Meshberg: These rebates can play a vital role in the overall financial equation. In some cases, the incentive can be on par with the cost adder for a luminaire controller. Factor in lower install labor and the net net proposal can have a high potential for success
DiLouie: When connected across a building or enterprise and operated via software, a connected lighting system becomes not only highly responsive but gains significant new potential capabilities. What can be gained? As building owners look to building Internet of Things solutions, what is the role for connected lighting, and do you see a role for connected lighting as being an “IoT Lite” for medium-sized and smaller buildings?
Meshberg: Aside from what was already said earlier, from an IoT standpoint, Connected Lighting takes advantage of two key aspects 1) A grid of luminaire at the ceiling level providing optimal views of the space and the potential to triangulate between the luminaire and smart mobile devices (iPhone). 2) Availability of a power source providing power to smart modules. These form the infrastructure for devices to communicate with one another and people/objects within the space. Consider the number of people within a room, locating a wheelchair or person…..
Due to software customization and the variety of applications (education, healthcare, airports), IoT type applications lend themselves to larger square foot applications. As the market matures and demand increases we should see movement towards some level of mass customization which could then make it affordable for deployment into smaller buildings.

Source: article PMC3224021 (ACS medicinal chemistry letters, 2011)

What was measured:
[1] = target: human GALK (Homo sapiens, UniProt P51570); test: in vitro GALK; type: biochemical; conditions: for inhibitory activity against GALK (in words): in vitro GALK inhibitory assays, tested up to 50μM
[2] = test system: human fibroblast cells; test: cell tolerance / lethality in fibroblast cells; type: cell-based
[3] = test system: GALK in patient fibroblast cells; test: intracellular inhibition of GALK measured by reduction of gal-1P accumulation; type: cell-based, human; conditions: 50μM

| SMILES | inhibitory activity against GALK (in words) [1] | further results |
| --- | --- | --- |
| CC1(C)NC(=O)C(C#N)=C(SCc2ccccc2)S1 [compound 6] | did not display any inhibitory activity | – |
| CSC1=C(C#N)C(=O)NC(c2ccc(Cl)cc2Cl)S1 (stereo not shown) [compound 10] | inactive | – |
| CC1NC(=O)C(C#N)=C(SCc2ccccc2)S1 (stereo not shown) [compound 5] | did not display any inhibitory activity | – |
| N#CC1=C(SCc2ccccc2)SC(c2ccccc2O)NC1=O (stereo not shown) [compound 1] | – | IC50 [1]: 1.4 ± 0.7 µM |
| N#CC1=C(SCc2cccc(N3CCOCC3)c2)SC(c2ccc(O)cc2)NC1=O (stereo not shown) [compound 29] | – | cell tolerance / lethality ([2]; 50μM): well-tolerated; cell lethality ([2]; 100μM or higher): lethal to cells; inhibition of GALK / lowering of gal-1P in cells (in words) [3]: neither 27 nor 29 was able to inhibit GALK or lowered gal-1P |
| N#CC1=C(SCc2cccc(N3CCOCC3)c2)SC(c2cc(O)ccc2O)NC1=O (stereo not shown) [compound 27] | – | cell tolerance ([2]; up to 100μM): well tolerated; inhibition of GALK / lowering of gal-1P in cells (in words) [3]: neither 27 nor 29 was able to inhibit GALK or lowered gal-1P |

DiLouie: When looking at new capabilities such as space optimization, what can distributors do adjust their sales approach and properly communicate the value of these capabilities?
Meshberg: Distributors can take a more holistic approach by selling an overall system solution. First by selling the quality of LED lighting, then the operational flexability and data gathered from the connected lighting control system and lastly utilizing the data to enrich the building operational efficiency and occupant experience.
DiLouie: The most recent DOE forecast projected a high CAGR for connected lighting adoption through 2025 but showed a wide disparity between the current market trajectory (low adoption) and one if the DOE SSL program goals are met, notably involving interoperability, demonstration and verification of energy-savings benefits, and complexity. What is the industry doing or what can it do to address these issues and accelerate adoption?
Meshberg: Simplify the message. Focus on “what is the problem we are trying to solve?” The parts and smarts exist now. Newer software and apps are being created for new and greater use cases, provide clear evidence how we solve the problem.
DiLouie: What can distributors do to position their firms to promote and sell connected lighting?
Meshberg: Become educated on the various solutions available. Industrial to commercial, indoor/exterior and small to large applications.
DiLouie: If you could tell the entire electrical industry just one thing about connected lighting, what would it be?
Meshberg: Energy savings is tip of the iceberg, when fully optimized the data obtained from the system will prove to be the most valuable aspect of the system.